Practical C++ Financial Programming

Practical C++ Financial Programming

Language: English

Pages: 396

ISBN: 1430267151

Format: PDF / Kindle (mobi) / ePub

Practical C++ Financial Programming is a hands-on book for programmers wanting to apply C++ to programming problems in the financial industry. The book explains those aspects of the language that are more frequently used in writing financial software, including the STL, templates, and various numerical libraries. The book also describes many of the important problems in financial engineering that are part of the day-to-day work of financial programmers in large investment banks and hedge funds. The author has extensive experience in the New York City financial industry that is now distilled into this handy guide. 

Focus is on providing working solutions for common programming problems. Examples are plentiful and provide value in the form of ready-to-use solutions that you can immediately apply in your day-to-day work. You’ll learn to design efficient, numerical classes for use in finance, as well as to use those classes provided by Boost and other libraries. You’ll see examples of matrix manipulations, curve fitting, histogram generation, numerical integration, and differential equation analysis, and you’ll learn how all these techniques can be applied to some of the most common areas of financial software development. These areas include performance price forecasting, optimizing investment portfolios, and more. The book style is quick and to-the-point, delivering a refreshing view of what one needs to master in order to thrive as a C++ programmer in the financial industry. 

  • Covers aspects of C++ especially relevant to financial programming.
  • Provides working solutions to commonly-encountered problems in finance.
  • Delivers in a refreshing and easy style with a strong focus on the practical.





















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you can use any standards-compliant C++ compiler such as gcc, llvm, or Visual C++. Once you compile the code and generate an executable file, the application can be run with the following results (exact numbers can vary depending on the random numbers used): above strike prob: 0.055 below strike prob: 0.946 between 28 and 32 prob: 0.512 As you can see, the application is able to determine with good precision the probability that the price will finish above or below the strike. This is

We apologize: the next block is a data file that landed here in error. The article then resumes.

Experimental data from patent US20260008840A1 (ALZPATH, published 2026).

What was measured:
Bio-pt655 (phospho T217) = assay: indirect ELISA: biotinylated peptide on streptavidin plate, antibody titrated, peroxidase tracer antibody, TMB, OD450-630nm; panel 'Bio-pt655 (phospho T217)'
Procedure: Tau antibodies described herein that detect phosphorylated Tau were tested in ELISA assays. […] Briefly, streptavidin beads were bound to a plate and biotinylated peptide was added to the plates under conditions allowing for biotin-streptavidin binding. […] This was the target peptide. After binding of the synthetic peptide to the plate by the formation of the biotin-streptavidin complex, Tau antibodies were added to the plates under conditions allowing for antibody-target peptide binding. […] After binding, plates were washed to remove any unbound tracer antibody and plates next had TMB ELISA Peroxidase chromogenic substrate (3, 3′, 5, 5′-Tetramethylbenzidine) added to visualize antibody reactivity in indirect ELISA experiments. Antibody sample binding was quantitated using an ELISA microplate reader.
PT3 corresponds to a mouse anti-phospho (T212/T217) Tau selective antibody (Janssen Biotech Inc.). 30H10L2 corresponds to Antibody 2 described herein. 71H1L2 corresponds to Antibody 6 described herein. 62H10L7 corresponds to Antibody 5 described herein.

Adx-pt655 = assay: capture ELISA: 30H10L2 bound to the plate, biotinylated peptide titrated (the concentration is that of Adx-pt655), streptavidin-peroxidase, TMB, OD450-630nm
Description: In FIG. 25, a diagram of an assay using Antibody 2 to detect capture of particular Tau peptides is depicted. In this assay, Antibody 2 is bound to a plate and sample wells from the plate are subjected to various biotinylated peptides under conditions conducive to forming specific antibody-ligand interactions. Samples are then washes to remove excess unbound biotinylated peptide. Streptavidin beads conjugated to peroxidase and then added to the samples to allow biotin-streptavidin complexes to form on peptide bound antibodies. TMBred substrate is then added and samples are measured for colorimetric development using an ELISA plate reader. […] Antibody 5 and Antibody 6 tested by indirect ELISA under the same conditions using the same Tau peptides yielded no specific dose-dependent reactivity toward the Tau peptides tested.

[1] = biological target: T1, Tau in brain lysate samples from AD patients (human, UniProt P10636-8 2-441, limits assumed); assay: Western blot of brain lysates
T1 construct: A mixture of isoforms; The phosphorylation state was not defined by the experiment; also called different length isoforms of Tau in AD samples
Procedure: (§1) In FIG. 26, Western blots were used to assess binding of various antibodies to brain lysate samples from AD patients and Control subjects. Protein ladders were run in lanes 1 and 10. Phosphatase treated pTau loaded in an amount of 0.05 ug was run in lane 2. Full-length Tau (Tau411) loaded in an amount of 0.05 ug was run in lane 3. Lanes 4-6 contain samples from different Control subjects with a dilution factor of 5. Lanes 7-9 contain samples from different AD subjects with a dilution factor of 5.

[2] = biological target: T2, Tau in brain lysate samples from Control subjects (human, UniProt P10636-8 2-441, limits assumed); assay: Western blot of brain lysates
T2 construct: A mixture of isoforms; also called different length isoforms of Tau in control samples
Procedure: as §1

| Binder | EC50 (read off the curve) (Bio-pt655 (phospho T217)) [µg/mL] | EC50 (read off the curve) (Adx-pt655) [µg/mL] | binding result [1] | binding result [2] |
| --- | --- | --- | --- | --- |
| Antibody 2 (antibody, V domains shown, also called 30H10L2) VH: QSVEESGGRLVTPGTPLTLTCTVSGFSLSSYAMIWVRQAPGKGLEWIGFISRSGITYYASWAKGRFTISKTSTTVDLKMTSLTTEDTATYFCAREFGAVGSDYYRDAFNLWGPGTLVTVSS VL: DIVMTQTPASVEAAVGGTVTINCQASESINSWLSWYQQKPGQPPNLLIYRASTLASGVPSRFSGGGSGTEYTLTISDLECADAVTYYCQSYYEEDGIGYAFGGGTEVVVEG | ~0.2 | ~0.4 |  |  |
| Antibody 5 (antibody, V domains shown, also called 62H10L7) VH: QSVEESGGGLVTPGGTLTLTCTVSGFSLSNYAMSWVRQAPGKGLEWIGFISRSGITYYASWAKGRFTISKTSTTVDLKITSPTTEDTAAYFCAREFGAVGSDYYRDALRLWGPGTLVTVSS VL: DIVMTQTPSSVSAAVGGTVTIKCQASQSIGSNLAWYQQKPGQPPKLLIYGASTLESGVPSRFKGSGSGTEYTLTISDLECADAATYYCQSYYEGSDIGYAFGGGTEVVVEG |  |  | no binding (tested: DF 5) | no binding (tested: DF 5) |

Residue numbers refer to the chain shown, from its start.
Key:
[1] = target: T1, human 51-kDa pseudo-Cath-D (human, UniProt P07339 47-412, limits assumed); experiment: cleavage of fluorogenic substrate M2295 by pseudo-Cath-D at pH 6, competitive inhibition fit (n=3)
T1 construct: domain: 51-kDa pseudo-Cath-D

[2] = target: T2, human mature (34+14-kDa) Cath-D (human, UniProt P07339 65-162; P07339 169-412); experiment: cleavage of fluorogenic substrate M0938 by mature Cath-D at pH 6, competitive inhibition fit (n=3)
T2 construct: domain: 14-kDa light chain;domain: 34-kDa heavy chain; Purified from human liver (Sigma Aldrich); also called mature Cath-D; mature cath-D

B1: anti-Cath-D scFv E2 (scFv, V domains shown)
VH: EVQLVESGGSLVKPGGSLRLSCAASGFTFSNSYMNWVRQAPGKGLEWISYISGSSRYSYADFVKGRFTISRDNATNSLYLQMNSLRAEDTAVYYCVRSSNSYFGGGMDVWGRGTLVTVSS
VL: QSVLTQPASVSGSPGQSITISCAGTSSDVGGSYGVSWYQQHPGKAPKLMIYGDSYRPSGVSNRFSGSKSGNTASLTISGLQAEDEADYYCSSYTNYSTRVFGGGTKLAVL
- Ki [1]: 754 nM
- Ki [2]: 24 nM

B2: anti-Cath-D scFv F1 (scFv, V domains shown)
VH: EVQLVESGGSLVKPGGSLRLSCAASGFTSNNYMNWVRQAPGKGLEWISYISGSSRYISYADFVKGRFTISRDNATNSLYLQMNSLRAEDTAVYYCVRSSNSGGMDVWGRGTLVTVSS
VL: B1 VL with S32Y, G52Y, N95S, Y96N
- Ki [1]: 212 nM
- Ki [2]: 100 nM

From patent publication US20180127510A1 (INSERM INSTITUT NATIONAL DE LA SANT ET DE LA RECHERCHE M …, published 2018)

checking for the correct type in Python, you should be able to use C++ compile-time checking whenever possible. With boost::python, C++ types are used, and conversion into Python is done automatically and only when needed. Reduce programming effort: using the boost library, you can leverage a lot of code that has been developed to solve the specific problem of exporting C++ classes to Python. By using the Python API directly, you may encounter problems that have already been solved in

the last reference is also destroyed. Shared pointers achieve this behavior through the use of a reference counting mechanism. A counter is maintained by the shared pointer object, which determines how many copies exist for the referenced object. When the shared pointer is destroyed, it checks this counter to determine if other references exist. If the counter is positive, the pointed object is not destroyed. The counter is also updated when a new copy of the shared pointer is created. The

first part, the numerator is calculated as a result of multiplying all of the terms x – x j , something that is not necessary when i = j. The second part is the calculation of the denominator, which is very similar to the first step, as you can confirm looking at the original formula. The values of the denominator are stored in the local variable den. The third step consists of multiplying the value of y by the fraction defined by the numerator and denominator that were computed in the previous

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